Then watch them without subtitles. In this phase you’ll probably won’t get much at the beginning, just “hola”, “sí”… basic things. Your brain will just have to get used it. The more films you watch, the more phrases and words you’ll understand. You just have to assume that you’ll suffer a lot, but that phase will pass and you’ll be able to understad most of what it’s being said.
In order to really understand the Spoken word in a film you have to dive yourself into the film, and with subtitles you will never be really able to do that.
I see subtitles as crutches, you can use them for a couple of months but not more. It is hard but it’s something you’ll have to do eventually.
Years and years ago I watched “Como agua para chocolate” (1993?) half a dozen times with subtitles. My version had only English subtitles. Eventually I understood what was being said, more or less. I even could hear the regional expression “hay chocolate,” which means, in that region, “there is going to be a wedding” (cool, no?).
A week or so ago, I watched “Volver” (2006). Over the years, my study of Spanish has had to be on and off, so I still use English subtitles, but I could understand enough of the spoken Spanish to know that (a) the subtitles weren’t first rate and that (b) sometimes the subtitles were cleaned up a bit.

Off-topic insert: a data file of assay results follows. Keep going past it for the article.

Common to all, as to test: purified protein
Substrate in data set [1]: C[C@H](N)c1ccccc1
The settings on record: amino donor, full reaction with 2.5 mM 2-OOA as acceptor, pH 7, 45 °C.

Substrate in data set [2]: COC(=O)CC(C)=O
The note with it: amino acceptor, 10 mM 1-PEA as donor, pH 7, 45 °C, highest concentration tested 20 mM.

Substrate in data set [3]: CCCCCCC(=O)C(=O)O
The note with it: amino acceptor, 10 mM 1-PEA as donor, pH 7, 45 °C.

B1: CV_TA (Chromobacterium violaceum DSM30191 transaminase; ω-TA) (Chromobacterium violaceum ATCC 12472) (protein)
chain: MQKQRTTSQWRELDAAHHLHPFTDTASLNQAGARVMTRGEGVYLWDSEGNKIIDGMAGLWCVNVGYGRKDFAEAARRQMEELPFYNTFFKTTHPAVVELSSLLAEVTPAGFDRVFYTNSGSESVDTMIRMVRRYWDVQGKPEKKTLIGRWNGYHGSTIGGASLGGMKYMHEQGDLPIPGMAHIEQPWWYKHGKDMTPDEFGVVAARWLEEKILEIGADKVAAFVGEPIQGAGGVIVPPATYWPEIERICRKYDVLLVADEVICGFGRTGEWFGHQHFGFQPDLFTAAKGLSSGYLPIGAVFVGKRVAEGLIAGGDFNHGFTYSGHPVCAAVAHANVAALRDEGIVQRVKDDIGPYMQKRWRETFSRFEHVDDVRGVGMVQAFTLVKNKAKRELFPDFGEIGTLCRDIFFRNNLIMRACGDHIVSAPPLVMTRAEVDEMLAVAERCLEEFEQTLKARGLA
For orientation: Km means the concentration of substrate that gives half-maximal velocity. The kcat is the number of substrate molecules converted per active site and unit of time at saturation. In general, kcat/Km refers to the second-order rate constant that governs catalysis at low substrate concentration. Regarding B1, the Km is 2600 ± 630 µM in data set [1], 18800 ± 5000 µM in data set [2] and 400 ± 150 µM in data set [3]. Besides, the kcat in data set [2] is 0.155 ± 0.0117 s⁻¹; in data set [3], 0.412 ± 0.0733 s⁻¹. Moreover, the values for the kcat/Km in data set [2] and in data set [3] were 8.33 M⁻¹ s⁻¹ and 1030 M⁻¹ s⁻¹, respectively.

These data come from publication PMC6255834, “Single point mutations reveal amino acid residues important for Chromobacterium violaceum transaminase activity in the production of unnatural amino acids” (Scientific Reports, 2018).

Then a couple of nights ago, I watched “Si te dicen que caí” (1989), a movie based on a Spanish novel by the same name which I am currently reading. I am reading the novel in Spanish, but I watched the movie with English subtitles. The author uses a lot of colloquial expressions and slang, and there is no way that I am at the point of being able to understand them such language just by listening. I had hoped that the movie would (a) be fun to watch and (b) clarify the novel a bit. It was and it did. And the movie interested me enough that I will watch it again, even though it does not have Spanish subtitles. I’ll survive.
Sometimes I want to watch a movie just for fun, like with “Volver,” and sometimes both for fun and for improving my Spanish, as with “Como agua para chocolate,” and sometimes for fun, for improving my Spanish and for clarifying a book, like “Si te dicen que caí.” If subtitles in English help (or if they are all the movie has), I use them. If not, not.
For what it’s worth, I liked all three movies very much. And I would like to say about “Si te dicen que caí,” it is the only movie I have ever seen that is about a bloody conflict where the movie shows no one being tortured or killed.